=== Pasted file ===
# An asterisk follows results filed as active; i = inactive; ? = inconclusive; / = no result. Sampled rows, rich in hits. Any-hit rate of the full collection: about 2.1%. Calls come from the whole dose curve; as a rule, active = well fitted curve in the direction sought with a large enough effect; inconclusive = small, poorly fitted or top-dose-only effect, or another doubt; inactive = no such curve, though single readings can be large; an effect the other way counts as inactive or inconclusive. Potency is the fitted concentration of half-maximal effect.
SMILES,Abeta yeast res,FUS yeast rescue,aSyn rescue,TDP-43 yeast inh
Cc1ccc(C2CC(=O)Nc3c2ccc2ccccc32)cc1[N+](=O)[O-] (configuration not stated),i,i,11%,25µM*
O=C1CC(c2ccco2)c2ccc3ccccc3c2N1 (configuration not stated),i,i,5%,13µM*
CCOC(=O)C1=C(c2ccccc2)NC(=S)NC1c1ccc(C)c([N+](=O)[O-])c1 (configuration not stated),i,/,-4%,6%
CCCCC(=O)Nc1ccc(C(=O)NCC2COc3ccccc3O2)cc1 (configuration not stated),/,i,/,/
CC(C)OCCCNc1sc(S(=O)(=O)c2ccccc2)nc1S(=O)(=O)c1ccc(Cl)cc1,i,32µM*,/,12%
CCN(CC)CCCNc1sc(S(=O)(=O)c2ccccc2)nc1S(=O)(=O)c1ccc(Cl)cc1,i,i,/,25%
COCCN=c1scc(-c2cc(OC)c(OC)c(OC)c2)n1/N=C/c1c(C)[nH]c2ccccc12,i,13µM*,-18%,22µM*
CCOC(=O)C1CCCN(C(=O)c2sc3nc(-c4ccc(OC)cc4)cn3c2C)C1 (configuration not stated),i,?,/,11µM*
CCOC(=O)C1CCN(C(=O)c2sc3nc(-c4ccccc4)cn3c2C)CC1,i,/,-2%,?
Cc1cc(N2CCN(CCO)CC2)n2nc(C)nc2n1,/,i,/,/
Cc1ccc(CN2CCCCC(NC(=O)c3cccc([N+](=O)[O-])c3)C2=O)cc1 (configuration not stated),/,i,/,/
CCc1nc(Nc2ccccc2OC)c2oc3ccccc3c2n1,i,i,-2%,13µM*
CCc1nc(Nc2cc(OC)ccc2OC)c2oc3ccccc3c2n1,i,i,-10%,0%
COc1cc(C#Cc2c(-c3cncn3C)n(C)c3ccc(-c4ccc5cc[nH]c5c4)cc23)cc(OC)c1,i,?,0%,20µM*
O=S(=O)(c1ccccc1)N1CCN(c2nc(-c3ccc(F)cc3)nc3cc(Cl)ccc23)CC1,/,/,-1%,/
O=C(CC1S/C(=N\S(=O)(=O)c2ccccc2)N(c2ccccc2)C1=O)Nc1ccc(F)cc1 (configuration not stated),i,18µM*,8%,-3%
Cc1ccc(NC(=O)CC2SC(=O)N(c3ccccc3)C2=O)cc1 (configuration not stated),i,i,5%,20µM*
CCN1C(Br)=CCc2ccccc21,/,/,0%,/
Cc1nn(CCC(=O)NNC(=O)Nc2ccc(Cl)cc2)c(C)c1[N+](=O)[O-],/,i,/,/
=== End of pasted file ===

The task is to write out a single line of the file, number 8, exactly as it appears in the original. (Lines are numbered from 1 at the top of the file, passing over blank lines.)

CCN(CC)CCCNc1sc(S(=O)(=O)c2ccccc2)nc1S(=O)(=O)c1ccc(Cl)cc1,i,i,/,25%